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Psychiatry Res. 1999 Oct 11;91(3):127-39.

Brain metabolic changes in major depressive disorder from pre- to post-treatment with paroxetine.

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UCLA Department of Psychiatry and Biobehavioral Sciences, Neuropsychiatric Institute and Hospital, Los Angeles, CA 90024, USA.


Functional brain imaging studies of subjects with Major Depressive Disorder (MDD) have suggested that decreased dorsolateral (DLPFC) and increased ventrolateral (VLPFC) prefrontal cortical activity mediate the depressed state. Pre- to post-treatment studies indicate that these abnormalities normalize with successful treatment. We performed [18F]fluorodeoxyglucose positron emission tomography (FDG-PET) scans on 16 outpatients with MDD before and after treatment with paroxetine (target dose = 40 mg/day). Regions of interest (ROIs) for this analysis were drawn by a rater blind to subject identity on the magnetic resonance image of each subject and transferred onto their coregistered PET scans. We hypothesized that DLPFC metabolism would increase, while ventral frontal metabolism [in the VLPFC, the orbitofrontal cortex (OFC), and the inferior frontal gyrus (IFG)] would decrease with successful treatment. Treatment response was defined as a decrease in the Hamilton Depression Rating Scale of > 50% and a Clinical Global Improvement Scale rating of 'much' or 'very much' improved. By these criteria, nine of the subjects were classified as treatment responders. These responders had significantly greater decreases in normalized VLPFC and OFC metabolism than did non-responders. There were no significant effects of treatment response on change in the DLPFC or IFG in this sample. However, there was a positive correlation between change in HAM-D scores and change in normalized IFG and VLPFC metabolism. There were no significant interactions with laterality. On pre-treatment scans, lower metabolism in the left ventral anterior cingulate gyrus was associated with better treatment response. These findings implicate ventral prefrontal-subcortical brain circuitry in the mediation of response to serotonin reuptake inhibitors in MDD.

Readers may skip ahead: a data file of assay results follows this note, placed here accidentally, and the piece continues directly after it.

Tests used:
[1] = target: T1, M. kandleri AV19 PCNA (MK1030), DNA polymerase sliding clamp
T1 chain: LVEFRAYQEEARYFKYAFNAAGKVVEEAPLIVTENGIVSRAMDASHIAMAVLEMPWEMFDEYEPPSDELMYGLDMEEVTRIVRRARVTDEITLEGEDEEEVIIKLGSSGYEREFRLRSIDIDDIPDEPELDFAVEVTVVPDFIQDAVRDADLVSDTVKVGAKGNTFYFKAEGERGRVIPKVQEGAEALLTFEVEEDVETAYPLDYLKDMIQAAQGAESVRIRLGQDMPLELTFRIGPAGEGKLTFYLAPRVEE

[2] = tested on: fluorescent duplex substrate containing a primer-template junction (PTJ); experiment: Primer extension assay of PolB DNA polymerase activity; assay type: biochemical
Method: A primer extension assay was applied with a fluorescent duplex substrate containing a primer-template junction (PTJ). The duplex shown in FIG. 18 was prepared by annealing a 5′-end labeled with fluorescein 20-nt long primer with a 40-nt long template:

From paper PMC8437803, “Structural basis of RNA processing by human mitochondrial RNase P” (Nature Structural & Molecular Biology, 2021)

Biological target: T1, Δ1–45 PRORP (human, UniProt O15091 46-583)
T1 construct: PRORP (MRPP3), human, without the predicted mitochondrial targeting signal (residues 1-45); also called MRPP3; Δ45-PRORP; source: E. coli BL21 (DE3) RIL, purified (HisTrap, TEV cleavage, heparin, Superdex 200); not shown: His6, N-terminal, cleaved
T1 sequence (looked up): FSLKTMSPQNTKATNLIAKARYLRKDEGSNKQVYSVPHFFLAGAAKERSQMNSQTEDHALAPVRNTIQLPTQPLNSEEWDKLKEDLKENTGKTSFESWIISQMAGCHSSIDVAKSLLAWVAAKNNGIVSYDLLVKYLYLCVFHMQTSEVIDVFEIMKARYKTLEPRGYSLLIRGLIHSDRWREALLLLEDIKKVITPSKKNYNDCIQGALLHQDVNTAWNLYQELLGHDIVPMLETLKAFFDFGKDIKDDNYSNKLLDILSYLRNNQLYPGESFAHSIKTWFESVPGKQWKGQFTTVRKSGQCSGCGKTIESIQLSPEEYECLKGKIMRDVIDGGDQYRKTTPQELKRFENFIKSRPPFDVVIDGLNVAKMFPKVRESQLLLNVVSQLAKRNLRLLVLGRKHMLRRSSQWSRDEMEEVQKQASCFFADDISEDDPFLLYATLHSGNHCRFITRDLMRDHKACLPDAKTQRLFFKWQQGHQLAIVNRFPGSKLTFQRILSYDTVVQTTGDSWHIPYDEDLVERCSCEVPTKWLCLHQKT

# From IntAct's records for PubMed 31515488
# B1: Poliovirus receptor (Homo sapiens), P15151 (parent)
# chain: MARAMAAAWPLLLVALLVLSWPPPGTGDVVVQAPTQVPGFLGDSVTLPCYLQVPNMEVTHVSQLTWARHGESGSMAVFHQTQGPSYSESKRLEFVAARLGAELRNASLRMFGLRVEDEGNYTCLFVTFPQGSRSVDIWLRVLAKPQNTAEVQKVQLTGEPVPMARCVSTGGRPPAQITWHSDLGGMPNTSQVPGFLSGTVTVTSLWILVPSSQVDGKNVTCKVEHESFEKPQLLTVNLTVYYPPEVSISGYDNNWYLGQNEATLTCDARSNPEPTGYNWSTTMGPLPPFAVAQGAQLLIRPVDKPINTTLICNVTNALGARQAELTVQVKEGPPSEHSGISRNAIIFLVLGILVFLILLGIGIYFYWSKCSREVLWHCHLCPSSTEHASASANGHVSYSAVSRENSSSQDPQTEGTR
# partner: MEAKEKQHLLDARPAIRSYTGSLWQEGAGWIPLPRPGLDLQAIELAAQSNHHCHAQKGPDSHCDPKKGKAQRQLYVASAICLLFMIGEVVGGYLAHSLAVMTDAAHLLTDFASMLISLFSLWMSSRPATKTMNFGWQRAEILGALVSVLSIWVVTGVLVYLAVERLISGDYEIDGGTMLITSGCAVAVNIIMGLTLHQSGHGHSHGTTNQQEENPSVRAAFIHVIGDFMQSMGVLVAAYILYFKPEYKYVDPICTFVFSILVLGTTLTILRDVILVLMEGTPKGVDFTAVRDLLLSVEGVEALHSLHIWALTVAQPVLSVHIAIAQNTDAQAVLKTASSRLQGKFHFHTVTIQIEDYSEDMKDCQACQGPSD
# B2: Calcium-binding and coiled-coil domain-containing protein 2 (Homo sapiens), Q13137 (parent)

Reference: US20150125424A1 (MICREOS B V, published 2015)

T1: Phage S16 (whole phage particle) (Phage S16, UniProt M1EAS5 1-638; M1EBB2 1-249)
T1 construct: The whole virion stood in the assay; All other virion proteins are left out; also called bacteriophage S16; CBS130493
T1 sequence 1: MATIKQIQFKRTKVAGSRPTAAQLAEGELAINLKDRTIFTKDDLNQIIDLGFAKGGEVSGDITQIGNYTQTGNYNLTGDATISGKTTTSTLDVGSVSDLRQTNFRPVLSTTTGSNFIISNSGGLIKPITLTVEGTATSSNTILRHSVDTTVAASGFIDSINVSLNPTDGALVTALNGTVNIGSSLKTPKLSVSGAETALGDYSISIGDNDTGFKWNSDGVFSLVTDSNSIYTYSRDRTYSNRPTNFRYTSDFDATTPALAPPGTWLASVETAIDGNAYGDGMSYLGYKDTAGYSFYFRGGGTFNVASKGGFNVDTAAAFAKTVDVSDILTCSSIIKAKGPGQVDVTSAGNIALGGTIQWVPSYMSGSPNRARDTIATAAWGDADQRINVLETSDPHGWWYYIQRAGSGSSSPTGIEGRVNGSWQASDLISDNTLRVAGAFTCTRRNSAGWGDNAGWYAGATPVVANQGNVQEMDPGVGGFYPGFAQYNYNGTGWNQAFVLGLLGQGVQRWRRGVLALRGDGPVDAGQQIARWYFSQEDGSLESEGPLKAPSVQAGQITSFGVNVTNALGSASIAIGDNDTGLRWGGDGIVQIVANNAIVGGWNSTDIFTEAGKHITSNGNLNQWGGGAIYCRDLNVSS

[Indexed for MEDLINE]

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